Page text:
Protesters at the NATO summit in Chicago have denounced the police state methods employed to crack down on political dissent. The Chicago chapter of the National Lawyers Guild, which accused police of “indiscriminate violence,” reported at least 100 arrests and 60 cases of brutality during the two-day summit.
The largest number of arrests occurred on the first day, following a march to the intersection of Michigan Avenue and Cermak Road, approximately half a mile from the summit location at the McCormick Place convention. After ordering protesters to disperse allegedly after the expiration of their marching permit, police violently cleared the street injuring scores of protesters and arrested at least 45 individuals.
Estimates of the size of the protest vary, with some sources reporting that the organizers claimed around 5,000 people in attendance. Near the crowd at all times was a police force that was in all likelihood larger in number. A report in the Sun-Times from May 17 said that 3,100 Chicago Police Department (CPD) officers had been assigned to NATO duty. They were supported by a very large contingent from the Illinois State Police, many of whom wore riot gear and carried long, wooden batons. The Illinois National Guard was also reportedly put on alert.
From the beginning of the day, CPD and other law enforcement presence in the downtown area and on local transportation systems was pervasive. Homeland Security’s Federal Protective Service was a visible presence as well, with officers and SUVs parked throughout the area. At least one entire city block was full of Chicago Transit Authority (CTA) buses parked on both sides of the street, apparently for use in transporting prisoners in case of mass arrests. Anti-riot vehicles including a sound cannon were at one point brought out. Police also made extensive use of horse-mounted and bicycle-mounted officers. Even city garbage trucks were pressed into service and used as barricades.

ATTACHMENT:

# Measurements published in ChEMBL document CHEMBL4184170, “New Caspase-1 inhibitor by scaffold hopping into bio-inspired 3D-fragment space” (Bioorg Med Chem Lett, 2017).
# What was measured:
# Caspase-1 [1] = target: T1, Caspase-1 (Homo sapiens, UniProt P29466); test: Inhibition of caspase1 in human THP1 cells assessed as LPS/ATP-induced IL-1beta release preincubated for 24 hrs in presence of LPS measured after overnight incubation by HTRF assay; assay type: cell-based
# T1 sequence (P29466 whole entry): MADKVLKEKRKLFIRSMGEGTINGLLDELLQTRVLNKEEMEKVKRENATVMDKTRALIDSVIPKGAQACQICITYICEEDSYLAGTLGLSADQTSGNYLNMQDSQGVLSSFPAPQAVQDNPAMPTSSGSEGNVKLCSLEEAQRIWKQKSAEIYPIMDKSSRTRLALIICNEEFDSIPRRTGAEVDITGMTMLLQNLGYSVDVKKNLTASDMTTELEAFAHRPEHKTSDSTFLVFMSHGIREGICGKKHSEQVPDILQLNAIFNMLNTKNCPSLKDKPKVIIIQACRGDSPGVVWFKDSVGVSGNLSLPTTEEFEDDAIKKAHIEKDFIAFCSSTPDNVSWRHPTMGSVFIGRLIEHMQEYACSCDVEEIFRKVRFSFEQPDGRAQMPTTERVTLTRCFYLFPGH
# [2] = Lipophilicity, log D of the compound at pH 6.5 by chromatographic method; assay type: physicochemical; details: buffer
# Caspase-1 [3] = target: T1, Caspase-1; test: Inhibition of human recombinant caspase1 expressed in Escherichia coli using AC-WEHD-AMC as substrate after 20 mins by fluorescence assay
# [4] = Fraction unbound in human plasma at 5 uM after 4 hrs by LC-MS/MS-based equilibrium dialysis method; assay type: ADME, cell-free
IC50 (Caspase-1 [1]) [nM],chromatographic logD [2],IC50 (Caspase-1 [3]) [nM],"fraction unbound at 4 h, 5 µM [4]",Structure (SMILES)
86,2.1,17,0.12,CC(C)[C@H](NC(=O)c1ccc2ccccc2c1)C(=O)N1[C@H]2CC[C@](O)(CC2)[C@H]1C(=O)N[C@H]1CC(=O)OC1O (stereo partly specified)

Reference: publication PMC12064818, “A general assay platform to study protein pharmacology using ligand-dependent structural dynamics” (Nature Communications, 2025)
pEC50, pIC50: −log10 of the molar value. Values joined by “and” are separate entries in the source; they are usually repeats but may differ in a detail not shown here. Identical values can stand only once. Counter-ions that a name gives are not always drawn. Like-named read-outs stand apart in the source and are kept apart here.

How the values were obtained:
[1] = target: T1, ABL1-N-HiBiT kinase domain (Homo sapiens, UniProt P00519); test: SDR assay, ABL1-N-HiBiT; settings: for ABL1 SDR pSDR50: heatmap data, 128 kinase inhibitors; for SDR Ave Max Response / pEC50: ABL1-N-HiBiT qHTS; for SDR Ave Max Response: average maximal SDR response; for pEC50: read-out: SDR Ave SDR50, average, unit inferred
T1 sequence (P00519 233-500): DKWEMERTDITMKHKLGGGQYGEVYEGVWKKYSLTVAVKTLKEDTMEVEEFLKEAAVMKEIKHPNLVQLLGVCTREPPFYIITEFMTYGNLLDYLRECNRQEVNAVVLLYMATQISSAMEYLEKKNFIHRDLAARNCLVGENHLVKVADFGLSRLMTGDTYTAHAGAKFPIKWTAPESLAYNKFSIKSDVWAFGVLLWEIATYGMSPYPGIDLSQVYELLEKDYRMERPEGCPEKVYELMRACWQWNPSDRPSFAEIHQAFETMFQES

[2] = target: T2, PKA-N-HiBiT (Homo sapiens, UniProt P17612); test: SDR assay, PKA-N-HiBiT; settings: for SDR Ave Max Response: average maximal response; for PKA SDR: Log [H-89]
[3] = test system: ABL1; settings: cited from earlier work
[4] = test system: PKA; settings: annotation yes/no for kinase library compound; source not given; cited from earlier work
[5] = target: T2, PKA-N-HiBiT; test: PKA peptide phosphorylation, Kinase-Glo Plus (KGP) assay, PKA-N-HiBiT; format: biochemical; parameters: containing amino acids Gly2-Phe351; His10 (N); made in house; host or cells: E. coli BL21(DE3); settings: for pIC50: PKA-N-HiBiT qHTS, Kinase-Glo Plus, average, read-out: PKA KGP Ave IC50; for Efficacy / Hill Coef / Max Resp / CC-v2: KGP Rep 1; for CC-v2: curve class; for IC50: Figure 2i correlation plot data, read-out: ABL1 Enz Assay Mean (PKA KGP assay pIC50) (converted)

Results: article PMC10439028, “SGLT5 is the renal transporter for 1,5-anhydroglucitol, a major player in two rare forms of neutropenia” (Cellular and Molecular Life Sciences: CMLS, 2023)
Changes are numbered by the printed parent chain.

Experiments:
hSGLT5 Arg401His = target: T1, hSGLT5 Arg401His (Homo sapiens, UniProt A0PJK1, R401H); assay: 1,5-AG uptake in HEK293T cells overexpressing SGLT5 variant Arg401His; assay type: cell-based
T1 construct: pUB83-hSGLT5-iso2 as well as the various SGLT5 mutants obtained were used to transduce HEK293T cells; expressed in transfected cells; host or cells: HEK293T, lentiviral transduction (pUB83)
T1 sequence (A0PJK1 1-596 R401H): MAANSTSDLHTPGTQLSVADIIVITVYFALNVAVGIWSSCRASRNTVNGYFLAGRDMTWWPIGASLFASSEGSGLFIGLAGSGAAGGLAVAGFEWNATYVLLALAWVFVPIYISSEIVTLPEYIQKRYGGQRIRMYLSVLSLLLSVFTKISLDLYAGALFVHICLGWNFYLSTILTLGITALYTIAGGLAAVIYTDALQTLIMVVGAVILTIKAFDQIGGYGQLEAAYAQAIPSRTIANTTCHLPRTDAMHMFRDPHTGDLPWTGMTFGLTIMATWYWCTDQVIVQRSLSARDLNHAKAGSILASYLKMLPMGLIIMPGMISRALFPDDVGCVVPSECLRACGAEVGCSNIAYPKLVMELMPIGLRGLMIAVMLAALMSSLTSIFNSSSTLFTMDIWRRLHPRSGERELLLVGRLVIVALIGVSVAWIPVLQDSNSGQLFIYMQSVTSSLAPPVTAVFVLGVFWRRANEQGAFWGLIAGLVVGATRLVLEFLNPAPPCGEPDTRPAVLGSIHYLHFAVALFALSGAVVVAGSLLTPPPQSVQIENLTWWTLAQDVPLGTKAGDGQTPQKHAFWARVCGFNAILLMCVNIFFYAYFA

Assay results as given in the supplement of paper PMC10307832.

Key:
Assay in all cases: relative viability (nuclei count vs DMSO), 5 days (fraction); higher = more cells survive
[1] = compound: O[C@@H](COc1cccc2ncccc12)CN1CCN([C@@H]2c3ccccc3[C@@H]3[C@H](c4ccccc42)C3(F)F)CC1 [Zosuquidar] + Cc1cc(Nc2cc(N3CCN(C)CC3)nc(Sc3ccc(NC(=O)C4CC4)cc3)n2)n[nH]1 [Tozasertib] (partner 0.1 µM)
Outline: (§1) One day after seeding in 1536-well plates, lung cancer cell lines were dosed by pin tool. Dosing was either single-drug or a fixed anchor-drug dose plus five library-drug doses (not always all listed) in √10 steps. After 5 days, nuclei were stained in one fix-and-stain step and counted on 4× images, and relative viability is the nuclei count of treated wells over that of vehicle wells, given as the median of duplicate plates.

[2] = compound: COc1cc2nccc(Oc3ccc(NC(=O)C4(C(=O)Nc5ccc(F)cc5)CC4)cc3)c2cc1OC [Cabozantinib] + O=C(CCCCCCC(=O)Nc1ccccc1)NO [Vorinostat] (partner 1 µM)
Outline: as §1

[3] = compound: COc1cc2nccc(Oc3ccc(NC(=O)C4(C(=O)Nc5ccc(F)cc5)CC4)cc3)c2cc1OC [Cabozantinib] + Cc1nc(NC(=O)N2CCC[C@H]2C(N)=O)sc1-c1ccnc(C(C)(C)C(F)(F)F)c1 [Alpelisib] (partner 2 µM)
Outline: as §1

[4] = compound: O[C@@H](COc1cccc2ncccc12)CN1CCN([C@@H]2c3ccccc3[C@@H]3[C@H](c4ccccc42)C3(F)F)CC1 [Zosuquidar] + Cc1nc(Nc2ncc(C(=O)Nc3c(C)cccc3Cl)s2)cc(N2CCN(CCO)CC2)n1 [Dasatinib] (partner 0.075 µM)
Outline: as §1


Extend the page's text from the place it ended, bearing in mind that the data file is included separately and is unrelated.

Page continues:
A steady intimidation campaign was carried out in the months preceding the summit, with the city threatening that it would pull out all the stops to prevent any significant deviation from the provisions of the protest permit, themselves the result of Chicago Mayor Rahm Emanuel’s curtailing of protest rights in a recently enacted ordinance. This intimidation continued throughout the last week, with the raid on the Bridgeport apartment complex and the arrest of protesters, some on trumped-up charges of terrorism.
At Sunday’s rally WSWS correspondents talked to several protesters who spoke out against the arrests and police repression. Luke Herrine, carrying a sign opposing the use of drones, was asked what he thought of the raid in Bridgeport. “It was profoundly messed up, but not surprising. Such harassment has obviously affected attendance through intimidation. It sounds like entrapment to me. The Chicago police don’t merit our trust with its history.”
Another of those in attendance, a protester named Kit, stated that the police “are arresting people on bogus charges, protesting is not terrorism,” and that “the police force has the real monopoly on violence.” When asked why he had come out to protest NATO, he said, “I didn't vote to have them wage war in Libya.”
Allison said: “They think they can walk all over us, and are trying desperately to block people from the right to protest by trying to turn the population against organized dissent of NATO military policy.”
Both Obama and Emanuel heaped praise on Chicago police and patted themselves on the back for a job well done. Obama said, “Obviously Rahm (Emanuel) was stressed, but he performed wonderfully and the Chicago police, Chicago’s finest, did a great job under, you know, some significant pressure and a lot of scrutiny.” Emanuel claimed the police “did a tremendous job under very stressful situations over the last four days and they make everyone of us proud of the finest police department in this country.”